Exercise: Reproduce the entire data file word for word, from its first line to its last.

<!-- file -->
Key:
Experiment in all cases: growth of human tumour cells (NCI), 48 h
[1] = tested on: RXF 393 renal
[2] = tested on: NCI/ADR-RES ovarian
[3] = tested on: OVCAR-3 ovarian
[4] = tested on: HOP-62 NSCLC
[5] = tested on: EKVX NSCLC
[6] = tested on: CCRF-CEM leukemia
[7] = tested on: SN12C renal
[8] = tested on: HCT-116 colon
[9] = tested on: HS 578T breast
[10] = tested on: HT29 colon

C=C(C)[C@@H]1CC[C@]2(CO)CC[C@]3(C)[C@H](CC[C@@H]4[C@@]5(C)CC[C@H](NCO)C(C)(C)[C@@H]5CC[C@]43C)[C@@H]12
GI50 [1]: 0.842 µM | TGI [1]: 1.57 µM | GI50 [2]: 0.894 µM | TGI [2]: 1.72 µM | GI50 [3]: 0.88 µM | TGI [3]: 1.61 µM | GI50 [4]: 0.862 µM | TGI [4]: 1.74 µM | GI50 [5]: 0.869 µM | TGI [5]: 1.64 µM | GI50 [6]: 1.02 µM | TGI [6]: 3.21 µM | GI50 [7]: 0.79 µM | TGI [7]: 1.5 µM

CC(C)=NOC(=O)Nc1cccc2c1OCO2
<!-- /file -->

Key:
Experiment in all cases: growth of human tumour cells (NCI), 48 h
[1] = tested on: RXF 393 renal
[2] = tested on: NCI/ADR-RES ovarian
[3] = tested on: OVCAR-3 ovarian
[4] = tested on: HOP-62 NSCLC
[5] = tested on: EKVX NSCLC
[6] = tested on: CCRF-CEM leukemia
[7] = tested on: SN12C renal
[8] = tested on: HCT-116 colon
[9] = tested on: HS 578T breast
[10] = tested on: HT29 colon

C=C(C)[C@@H]1CC[C@]2(CO)CC[C@]3(C)[C@H](CC[C@@H]4[C@@]5(C)CC[C@H](NCO)C(C)(C)[C@@H]5CC[C@]43C)[C@@H]12
GI50 [1]: 0.842 µM | TGI [1]: 1.57 µM | GI50 [2]: 0.894 µM | TGI [2]: 1.72 µM | GI50 [3]: 0.88 µM | TGI [3]: 1.61 µM | GI50 [4]: 0.862 µM | TGI [4]: 1.74 µM | GI50 [5]: 0.869 µM | TGI [5]: 1.64 µM | GI50 [6]: 1.02 µM | TGI [6]: 3.21 µM | GI50 [7]: 0.79 µM | TGI [7]: 1.5 µM

CC(C)=NOC(=O)Nc1cccc2c1OCO2